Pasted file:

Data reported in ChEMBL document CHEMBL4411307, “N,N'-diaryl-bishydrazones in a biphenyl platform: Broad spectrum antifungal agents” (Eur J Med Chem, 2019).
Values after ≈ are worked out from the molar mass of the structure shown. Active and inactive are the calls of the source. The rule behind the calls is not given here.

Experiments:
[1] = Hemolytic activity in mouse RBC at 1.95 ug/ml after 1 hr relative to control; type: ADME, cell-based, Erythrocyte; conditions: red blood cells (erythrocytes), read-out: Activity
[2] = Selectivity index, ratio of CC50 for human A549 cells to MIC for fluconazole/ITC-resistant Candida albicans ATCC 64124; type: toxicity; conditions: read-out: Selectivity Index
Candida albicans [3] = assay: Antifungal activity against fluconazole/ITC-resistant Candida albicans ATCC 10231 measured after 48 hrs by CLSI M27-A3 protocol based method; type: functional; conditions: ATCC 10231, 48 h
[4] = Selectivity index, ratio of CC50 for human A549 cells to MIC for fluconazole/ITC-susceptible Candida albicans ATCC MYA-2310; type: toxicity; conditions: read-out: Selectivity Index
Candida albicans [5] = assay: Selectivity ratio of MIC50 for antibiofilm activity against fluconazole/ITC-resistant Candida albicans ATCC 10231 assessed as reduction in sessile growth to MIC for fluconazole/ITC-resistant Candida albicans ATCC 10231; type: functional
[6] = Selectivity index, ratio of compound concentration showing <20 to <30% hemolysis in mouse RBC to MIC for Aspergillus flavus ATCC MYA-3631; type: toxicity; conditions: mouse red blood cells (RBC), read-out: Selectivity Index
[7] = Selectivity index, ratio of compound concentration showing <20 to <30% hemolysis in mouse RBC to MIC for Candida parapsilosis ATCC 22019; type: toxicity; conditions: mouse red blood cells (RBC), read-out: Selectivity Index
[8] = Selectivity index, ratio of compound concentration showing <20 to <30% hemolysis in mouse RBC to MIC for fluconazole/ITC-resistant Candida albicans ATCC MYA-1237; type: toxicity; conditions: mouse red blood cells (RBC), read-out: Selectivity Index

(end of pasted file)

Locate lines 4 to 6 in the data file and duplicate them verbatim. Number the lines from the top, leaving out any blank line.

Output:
[1] = Hemolytic activity in mouse RBC at 1.95 ug/ml after 1 hr relative to control; type: ADME, cell-based, Erythrocyte; conditions: red blood cells (erythrocytes), read-out: Activity
[2] = Selectivity index, ratio of CC50 for human A549 cells to MIC for fluconazole/ITC-resistant Candida albicans ATCC 64124; type: toxicity; conditions: read-out: Selectivity Index
Candida albicans [3] = assay: Antifungal activity against fluconazole/ITC-resistant Candida albicans ATCC 10231 measured after 48 hrs by CLSI M27-A3 protocol based method; type: functional; conditions: ATCC 10231, 48 h